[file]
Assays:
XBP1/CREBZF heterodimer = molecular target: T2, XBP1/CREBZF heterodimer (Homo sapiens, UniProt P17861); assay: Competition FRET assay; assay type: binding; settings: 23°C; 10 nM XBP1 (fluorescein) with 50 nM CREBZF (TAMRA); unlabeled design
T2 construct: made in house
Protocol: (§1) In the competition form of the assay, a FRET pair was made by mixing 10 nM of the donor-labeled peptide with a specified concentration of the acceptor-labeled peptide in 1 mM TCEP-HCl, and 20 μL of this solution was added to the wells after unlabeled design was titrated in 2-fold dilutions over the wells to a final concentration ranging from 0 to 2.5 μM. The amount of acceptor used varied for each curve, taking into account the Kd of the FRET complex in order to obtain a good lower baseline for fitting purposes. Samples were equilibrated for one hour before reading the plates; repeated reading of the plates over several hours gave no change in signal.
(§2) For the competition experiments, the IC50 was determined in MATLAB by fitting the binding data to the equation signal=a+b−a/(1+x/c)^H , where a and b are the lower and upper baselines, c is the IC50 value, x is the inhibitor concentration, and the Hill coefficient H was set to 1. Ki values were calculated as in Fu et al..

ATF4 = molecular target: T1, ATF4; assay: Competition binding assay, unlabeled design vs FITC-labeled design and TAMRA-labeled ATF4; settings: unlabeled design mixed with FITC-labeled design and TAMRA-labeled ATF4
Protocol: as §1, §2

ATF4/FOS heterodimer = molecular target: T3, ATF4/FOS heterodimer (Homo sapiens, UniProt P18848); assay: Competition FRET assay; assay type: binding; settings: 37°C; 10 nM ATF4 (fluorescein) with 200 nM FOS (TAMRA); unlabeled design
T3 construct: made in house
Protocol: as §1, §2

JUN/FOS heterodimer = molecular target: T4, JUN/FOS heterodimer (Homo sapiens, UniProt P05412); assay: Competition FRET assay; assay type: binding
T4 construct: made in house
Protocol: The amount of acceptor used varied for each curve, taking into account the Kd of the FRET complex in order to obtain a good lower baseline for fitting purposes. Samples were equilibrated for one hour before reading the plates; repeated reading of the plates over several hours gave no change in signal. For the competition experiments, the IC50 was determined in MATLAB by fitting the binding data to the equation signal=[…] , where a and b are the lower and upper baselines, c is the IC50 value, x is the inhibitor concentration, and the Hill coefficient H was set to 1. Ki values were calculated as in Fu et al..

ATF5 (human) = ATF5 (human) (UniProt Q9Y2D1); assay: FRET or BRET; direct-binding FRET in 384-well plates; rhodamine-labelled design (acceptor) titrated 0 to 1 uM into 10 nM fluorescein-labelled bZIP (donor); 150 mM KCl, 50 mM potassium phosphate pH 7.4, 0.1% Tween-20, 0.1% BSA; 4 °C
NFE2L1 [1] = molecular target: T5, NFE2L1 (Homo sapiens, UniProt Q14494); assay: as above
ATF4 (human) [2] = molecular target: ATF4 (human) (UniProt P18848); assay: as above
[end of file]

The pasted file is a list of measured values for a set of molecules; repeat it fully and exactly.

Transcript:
Assays:
XBP1/CREBZF heterodimer = molecular target: T2, XBP1/CREBZF heterodimer (Homo sapiens, UniProt P17861); assay: Competition FRET assay; assay type: binding; settings: 23°C; 10 nM XBP1 (fluorescein) with 50 nM CREBZF (TAMRA); unlabeled design
T2 construct: made in house
Protocol: (§1) In the competition form of the assay, a FRET pair was made by mixing 10 nM of the donor-labeled peptide with a specified concentration of the acceptor-labeled peptide in 1 mM TCEP-HCl, and 20 μL of this solution was added to the wells after unlabeled design was titrated in 2-fold dilutions over the wells to a final concentration ranging from 0 to 2.5 μM. The amount of acceptor used varied for each curve, taking into account the Kd of the FRET complex in order to obtain a good lower baseline for fitting purposes. Samples were equilibrated for one hour before reading the plates; repeated reading of the plates over several hours gave no change in signal.
(§2) For the competition experiments, the IC50 was determined in MATLAB by fitting the binding data to the equation signal=a+b−a/(1+x/c)^H , where a and b are the lower and upper baselines, c is the IC50 value, x is the inhibitor concentration, and the Hill coefficient H was set to 1. Ki values were calculated as in Fu et al..

ATF4 = molecular target: T1, ATF4; assay: Competition binding assay, unlabeled design vs FITC-labeled design and TAMRA-labeled ATF4; settings: unlabeled design mixed with FITC-labeled design and TAMRA-labeled ATF4
Protocol: as §1, §2

ATF4/FOS heterodimer = molecular target: T3, ATF4/FOS heterodimer (Homo sapiens, UniProt P18848); assay: Competition FRET assay; assay type: binding; settings: 37°C; 10 nM ATF4 (fluorescein) with 200 nM FOS (TAMRA); unlabeled design
T3 construct: made in house
Protocol: as §1, §2

JUN/FOS heterodimer = molecular target: T4, JUN/FOS heterodimer (Homo sapiens, UniProt P05412); assay: Competition FRET assay; assay type: binding
T4 construct: made in house
Protocol: The amount of acceptor used varied for each curve, taking into account the Kd of the FRET complex in order to obtain a good lower baseline for fitting purposes. Samples were equilibrated for one hour before reading the plates; repeated reading of the plates over several hours gave no change in signal. For the competition experiments, the IC50 was determined in MATLAB by fitting the binding data to the equation signal=[…] , where a and b are the lower and upper baselines, c is the IC50 value, x is the inhibitor concentration, and the Hill coefficient H was set to 1. Ki values were calculated as in Fu et al..

ATF5 (human) = ATF5 (human) (UniProt Q9Y2D1); assay: FRET or BRET; direct-binding FRET in 384-well plates; rhodamine-labelled design (acceptor) titrated 0 to 1 uM into 10 nM fluorescein-labelled bZIP (donor); 150 mM KCl, 50 mM potassium phosphate pH 7.4, 0.1% Tween-20, 0.1% BSA; 4 °C
NFE2L1 [1] = molecular target: T5, NFE2L1 (Homo sapiens, UniProt Q14494); assay: as above
ATF4 (human) [2] = molecular target: ATF4 (human) (UniProt P18848); assay: as above